Dental Technology Improvements That Make Root Canals Less Painful

With all the horror stories linked to root canals, it's easy to get uptight when your dentist tells you that you need this procedure. But thanks to advances in dental technology, root canals are much less painful than they were years ago. If you need a root canal procedure, here are some of the improvements in dental technology that make it less uncomfortable. What is a Root Canal? First, it helps to understand what's involved in a root canal and why this type of procedure is needed. Read More 

What Does A Toothache Mean?

When you have a toothache, it can mean one of several things. A visit to your dentist is the only true way for you to learn what is causing the pain in your tooth. However, until you are able to get in to see your dentist, you may find the following information helpful in understanding what may be causing your tooth to ache. Tooth decay – Your teeth have three layers, including the enamel on the outer layer, the dentin which is the middle layer, and the pulp which makes up the center of your tooth. Read More 

What To Do If You Crack A Tooth While Chewing

Your tooth enamel is made to withstand the daily wear and tear of chewing, but sometimes parts of your enamel may become weakened by decay, acid erosion or aging. Weak enamel can sometimes crack when you bite down on something crunchy, like a nut or piece of hard candy. If you've just cracked a tooth while chewing, don't panic. Follow these steps to take care of the problem. Step 1: Assess the damage. Read More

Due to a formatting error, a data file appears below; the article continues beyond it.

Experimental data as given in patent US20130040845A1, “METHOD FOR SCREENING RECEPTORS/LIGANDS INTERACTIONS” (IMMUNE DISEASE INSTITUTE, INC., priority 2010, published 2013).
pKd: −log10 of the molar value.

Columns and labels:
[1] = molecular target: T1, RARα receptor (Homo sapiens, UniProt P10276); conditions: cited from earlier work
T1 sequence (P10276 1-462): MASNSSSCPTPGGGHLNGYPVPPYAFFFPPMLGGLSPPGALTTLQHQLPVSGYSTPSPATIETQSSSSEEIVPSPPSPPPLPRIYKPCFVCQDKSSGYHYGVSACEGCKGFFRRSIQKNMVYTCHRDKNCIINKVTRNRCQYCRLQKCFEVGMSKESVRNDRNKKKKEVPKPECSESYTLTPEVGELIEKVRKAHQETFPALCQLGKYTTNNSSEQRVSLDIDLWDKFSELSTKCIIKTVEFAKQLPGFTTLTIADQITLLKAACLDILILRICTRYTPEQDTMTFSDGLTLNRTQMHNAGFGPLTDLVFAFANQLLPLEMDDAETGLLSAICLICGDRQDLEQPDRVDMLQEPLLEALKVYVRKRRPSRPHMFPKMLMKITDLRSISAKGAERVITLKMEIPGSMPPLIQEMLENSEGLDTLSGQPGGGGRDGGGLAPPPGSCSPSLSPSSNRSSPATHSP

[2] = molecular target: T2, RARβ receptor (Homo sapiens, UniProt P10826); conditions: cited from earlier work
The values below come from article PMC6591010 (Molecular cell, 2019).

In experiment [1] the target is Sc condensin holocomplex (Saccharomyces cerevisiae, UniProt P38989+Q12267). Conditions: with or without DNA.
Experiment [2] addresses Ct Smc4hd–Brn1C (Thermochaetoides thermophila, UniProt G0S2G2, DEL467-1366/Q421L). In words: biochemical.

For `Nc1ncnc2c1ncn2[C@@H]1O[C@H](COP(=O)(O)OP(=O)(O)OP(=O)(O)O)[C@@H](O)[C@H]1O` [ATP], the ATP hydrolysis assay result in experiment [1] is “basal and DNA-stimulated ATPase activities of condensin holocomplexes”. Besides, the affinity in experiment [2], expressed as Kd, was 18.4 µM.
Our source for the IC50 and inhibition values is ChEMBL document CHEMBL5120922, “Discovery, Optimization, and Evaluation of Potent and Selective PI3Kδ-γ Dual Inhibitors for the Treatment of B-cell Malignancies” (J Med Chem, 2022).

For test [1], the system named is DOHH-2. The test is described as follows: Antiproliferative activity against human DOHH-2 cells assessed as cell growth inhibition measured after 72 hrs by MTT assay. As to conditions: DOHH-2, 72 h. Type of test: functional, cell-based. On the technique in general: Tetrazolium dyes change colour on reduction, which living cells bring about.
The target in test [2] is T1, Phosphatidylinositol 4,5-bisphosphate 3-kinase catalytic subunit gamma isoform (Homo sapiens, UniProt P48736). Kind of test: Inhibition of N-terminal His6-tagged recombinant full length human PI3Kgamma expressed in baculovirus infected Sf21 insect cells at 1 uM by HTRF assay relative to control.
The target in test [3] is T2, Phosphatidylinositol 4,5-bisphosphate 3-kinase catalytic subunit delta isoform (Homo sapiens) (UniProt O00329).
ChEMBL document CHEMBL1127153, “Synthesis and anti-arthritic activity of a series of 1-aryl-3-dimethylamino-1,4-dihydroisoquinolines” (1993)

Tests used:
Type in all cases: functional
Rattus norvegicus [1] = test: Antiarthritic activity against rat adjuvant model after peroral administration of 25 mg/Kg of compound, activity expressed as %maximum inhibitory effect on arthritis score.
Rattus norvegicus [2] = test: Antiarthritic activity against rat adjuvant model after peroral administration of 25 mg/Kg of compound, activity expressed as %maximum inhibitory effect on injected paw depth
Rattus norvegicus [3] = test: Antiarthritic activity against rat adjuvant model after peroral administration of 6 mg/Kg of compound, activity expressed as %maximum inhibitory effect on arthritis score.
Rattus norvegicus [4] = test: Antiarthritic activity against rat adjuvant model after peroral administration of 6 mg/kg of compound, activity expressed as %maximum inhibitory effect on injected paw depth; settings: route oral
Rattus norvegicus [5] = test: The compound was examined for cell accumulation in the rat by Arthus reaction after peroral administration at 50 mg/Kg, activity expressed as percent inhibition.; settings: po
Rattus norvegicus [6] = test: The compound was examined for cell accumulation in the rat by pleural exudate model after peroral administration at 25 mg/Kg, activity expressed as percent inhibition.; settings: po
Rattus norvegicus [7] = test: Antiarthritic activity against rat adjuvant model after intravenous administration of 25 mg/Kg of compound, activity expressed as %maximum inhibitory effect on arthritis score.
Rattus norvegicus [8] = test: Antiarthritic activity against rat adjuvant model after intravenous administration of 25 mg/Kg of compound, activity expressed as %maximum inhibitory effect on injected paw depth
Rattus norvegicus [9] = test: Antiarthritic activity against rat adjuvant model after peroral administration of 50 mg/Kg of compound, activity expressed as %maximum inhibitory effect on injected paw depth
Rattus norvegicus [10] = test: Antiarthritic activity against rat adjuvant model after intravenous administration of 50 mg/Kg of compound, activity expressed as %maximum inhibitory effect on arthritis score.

Why You Should Keep Older Kids On Your Dental Plan

These days it can be a lot harder for young adults to get started and be secure in the adult world. More and more young adults are living at home during and after college and are having a hard time getting their careers started. Because of this, things like dental insurance is also something that can be lacking in young adult's lives. In 2010, The Affordable Care Act put forth the policy that young adults can stay on their parent's insurance until the age of 26. Read More 

Dental Exams Detect Gardner Syndrome (Colon Disease)

Although it's a colon disease, your dentist may be the first to suspect Gardner syndrome based on the findings of a routine dental exam or dental x-rays. Symptoms typically include impacted (unerupted) teeth, missing teeth, extra teeth, or osteomas (benign tumors) in the jaw or other craniofacial bones. About 30 percent of individuals diagnosed with Gardner syndrome have one or more of these dental abnormalities. About Gardner Syndrome Gardner syndrome is a rare disorder that causes polyps to develop in the lining of the colon and throughout the small intestine. Read More